- Too much oil in the AC refrigerant might cause poor compressor operation or lead to leaks.
- If you don’t add enough, the AC compressor may overheat or break down.
How Your AC System Works
First, your AC compressor compresses the refrigerant, raising the temperature. Then the condenser cools it. It collects in the receiver and becomes liquid. It then expands and cools as it flows through the evaporator. The gas is then compressed. The low-pressure refrigerant returns to the compressor are compressed and leave as a high-pressure gas.
Types of Refrigerant
The car sector has used R134a refrigerant for almost two decades. After 2015, a new eco-friendly refrigerant, R-1234yf, was adopted.
With these different categories, refrigerants also affected compressor lubrication. PAG oils (polyethylene glycol) are the most satisfactory replacements.
R-1234yf needs PAG-oils which range in viscosity from 100 to 150. If your A/C system doesn’t have OE standards or what was originally charged in the information provided, use PAG 100 for
R-134a in most cases because of its universal viscosity.
Excess lubricants reduce cooling capability. It also unnecessarily coats your compressor, reducing heat transfer between the atmosphere and your system.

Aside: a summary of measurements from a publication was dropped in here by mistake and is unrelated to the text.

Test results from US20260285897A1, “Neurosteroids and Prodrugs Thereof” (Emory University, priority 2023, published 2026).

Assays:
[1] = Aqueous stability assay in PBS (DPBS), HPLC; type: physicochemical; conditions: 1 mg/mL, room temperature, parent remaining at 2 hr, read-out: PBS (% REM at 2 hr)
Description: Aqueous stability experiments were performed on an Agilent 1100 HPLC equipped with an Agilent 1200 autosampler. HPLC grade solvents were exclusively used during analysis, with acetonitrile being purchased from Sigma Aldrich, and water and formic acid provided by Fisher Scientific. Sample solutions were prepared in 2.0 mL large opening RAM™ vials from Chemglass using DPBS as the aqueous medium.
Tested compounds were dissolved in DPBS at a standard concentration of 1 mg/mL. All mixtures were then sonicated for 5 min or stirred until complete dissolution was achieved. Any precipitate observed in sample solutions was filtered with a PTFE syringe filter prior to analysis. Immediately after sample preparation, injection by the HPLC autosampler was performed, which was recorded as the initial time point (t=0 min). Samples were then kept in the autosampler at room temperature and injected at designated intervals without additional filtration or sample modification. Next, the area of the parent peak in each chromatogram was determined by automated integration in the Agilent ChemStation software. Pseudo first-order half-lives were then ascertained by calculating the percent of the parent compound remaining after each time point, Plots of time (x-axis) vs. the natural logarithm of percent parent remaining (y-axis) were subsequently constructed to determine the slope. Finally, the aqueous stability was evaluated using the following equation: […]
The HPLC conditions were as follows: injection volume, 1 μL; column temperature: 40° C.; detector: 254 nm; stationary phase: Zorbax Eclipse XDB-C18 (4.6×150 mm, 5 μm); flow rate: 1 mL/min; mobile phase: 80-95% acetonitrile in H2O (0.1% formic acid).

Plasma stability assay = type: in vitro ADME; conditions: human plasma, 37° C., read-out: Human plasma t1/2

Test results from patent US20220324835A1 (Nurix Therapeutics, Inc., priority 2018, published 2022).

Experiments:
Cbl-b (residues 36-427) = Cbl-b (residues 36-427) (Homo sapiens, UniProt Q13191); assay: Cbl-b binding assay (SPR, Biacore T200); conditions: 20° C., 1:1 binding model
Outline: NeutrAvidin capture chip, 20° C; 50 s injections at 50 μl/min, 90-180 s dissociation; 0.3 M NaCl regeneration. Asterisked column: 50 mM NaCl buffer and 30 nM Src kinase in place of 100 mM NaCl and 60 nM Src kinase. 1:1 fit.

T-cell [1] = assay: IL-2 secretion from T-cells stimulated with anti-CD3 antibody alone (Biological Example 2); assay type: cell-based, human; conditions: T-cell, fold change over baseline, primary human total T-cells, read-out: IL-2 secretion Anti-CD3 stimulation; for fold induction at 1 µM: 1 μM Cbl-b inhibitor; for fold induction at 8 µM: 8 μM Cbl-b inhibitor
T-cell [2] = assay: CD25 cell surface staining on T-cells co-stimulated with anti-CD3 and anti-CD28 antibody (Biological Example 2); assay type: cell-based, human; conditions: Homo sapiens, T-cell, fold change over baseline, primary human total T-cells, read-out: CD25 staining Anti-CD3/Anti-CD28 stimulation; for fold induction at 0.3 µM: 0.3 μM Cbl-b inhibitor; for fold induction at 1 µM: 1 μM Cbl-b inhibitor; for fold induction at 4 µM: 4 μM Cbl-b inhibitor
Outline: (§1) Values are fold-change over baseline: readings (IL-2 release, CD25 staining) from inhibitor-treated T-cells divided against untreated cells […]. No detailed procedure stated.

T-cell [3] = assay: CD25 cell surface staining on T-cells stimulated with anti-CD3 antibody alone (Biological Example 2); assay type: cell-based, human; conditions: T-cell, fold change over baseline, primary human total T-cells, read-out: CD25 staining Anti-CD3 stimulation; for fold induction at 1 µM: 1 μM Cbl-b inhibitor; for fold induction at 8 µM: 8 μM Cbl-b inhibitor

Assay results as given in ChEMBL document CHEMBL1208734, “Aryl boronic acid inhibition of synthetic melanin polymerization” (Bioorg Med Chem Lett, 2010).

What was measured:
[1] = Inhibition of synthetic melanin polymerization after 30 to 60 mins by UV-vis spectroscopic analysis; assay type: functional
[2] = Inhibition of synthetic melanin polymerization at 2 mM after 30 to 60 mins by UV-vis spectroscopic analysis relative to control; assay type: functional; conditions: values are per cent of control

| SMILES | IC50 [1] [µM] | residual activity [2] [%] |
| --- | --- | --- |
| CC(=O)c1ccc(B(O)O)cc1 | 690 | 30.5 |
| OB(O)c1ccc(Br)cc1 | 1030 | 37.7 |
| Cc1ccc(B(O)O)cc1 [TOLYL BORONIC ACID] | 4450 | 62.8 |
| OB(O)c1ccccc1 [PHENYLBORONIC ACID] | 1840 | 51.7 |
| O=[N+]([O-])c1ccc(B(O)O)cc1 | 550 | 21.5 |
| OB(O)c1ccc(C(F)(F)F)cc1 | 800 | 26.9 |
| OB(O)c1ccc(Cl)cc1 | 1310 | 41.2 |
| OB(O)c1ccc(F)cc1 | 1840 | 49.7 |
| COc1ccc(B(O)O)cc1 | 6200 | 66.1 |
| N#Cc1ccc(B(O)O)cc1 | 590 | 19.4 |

Can I Use PAG 46 Instead of Pag100?
Guides for refrigerant and oil capacity are based on data from sources like ALLDATA and Mitchell. Always double-check the information provided with your vehicle manual or the information on the underhood stick, which is sometimes placed on the top of the accumulator component.
The appropriate amount and type of oil are essential in the air-conditioning system, whether used to repair compressors or refill the system during service. Mineral Oil performs critical functions in the air-conditioning system to prevent wear and increase efficiency.
Using high-grade compressor oil is consequently essential for the system’s reliable and continuous operation.
Using low-quality or simply incorrect oil causes increased wear, premature compressor failure, and loss of warranty/guarantee, just as it does with the engine.
Using the wrong oil can cause damage. You must observe vehicle and data provided on manufacturer-specific oil capacity guides accordingly.
PAG oils are highly miscible with R134a (PAG oils 46 YF and 100 YF are also miscible with R1234yf) and may be used to lubricate the air compressors and condenser systems in most passenger and commercial vehicles.
Choosing the correct viscosity is crucial when using PAG oils (PAG 46, PAG 100, PAG 150). The cars manufacturer specifications and approved products should be observed when reading a Pag Oil Chart for lubrication reference.
PAG oils, for example, have the problem of being hygroscopic, which means they absorb and bind moisture from the air. (Find the Best Truck Tire Air Compressor)
As a result, unsealed oil containers must be resealed right once, and leftover oil has a short shelf life. This is critical for the air conditioning servicing unit’s fresh oil containers.
Mineral oil, for example, will not apply to automobiles that were originally charged with R12 refrigerant.